Original equipment manufacturers can overcome technology gaps in the testing processes of autonomous vehicles with the following strategies.

One of the greatest challenges in developing autonomous vehicles (AVs) is ensuring that automotive radar sensors ‘see’ the intended scenarios through software simulations early during the development cycle.

Developing autonomous driving algorithms is complex because the task involves many variables, including replicating complex, repeatable scenes in a lab environment.

The more accurate the scenes, the faster the algorithms can be trained. This is where current in-lab solutions fall short. 

The evolution of radar sensors

Over the last decade radar sensors have evolved significantly. In the automotive industry, radar sensors are a critical part of Advanced Driver Assistance Systems (ADAS) and enable features such as blind-spot detection, lane departure warning or correction, automatic emergency braking, and so much more.

Radar technology continues to evolve with higher frequencies, wider bandwidth, and better resolution.

In fact, advances in radar sensor technology push the automation level in vehicles to level 3+ or 4, requiring the test and validation of more and more scenarios.

As a result, automotive original equipment manufacturers and tier-one suppliers need to perform more tests with a higher degree of complexity. 

Reimagining test tactics

Picture a setting in an urban area with high population density, many road intersections and turning scenarios.

There are numerous pedestrians, cyclists, e-scooters, and even the three-wheeled cargo delivery bike.

The conventional way of testing the functionalities and algorithms of the radar sensors is by driving on roads for millions of miles. But this tactic will not be able to cover all the potential scenarios, including the one-in-a-million scenarios.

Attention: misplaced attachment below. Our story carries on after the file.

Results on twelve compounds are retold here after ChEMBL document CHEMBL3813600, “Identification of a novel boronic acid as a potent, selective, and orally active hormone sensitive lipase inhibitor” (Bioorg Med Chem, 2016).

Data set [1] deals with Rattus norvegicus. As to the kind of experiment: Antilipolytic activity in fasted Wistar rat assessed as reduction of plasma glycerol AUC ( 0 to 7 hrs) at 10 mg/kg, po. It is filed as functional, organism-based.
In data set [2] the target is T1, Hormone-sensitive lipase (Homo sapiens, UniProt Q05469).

In fact, the majority of the tests that are needed to develop and validate AV systems need to go through simulation much earlier in the development cycle. 

Automotive OEMs need to emulate real-world scenarios that enable validation of actual sensors, electronic control unit code, AI logic and more. Testing the physical hardware in a simulated environment close to real-world scenarios ensures that autonomous vehicles will behave as expected on the road.

The simulated environment and the rendered conditions need to include vehicle dynamics, weather conditions, and surrounding objects as well as real-time responses, in order to test the responses of the radar sensors.

However, gaps remain in the technology today that hinder real-world scene renderings. 

  • Number of targets and field of view
    Some systems use multiple radar target simulators (RTS). Each presenting point targets to radar sensors and simulates horizontal and vertical positions by mechanically moving antennas around. Mechanical automation slows overall test time. Other solutions create a wall of antennas with only a few RTS. These solutions only allow the radar sensor to see a handful of objects within a very narrow angle in front of it where blind spots can occur.
  • Minimum distance
    Realistic traffic scenes require objects to be emulated very close to the radar unit. For example, approaching a stoplight where cars are two meters or less apart, bikes or scooters may move in the lane, and pedestrians may cross the road very near to the car. Passing this test is of utmost importance to the ADAS autonomous vehicle’s safety features. 
  • Resolution between objects
    The ‘resolution between objects’ metric refers to the details of the scene and the confidence to know that the algorithm tested can distinguish between two objects that are close together. If the objects cannot be identified correctly, it will be difficult to fully test the sensors, the algorithms, and the decisions that rely on the data streaming from the radar sensors. 

The robustness of autonomous driving (AD) algorithms depends on how comprehensive the testing is. There is a need to enable original equipment manufacturers in the automotive industry to test autonomous drive systems with radar sensors faster and with highly complex, multi-target scenes.

By thoroughly testing decisions earlier in the cycle against complex, repeatable, high-density scenes, and with stationary objects or objects in motion, automotive manufacturers can accelerate the insights that come from ADAS or AD algorithms.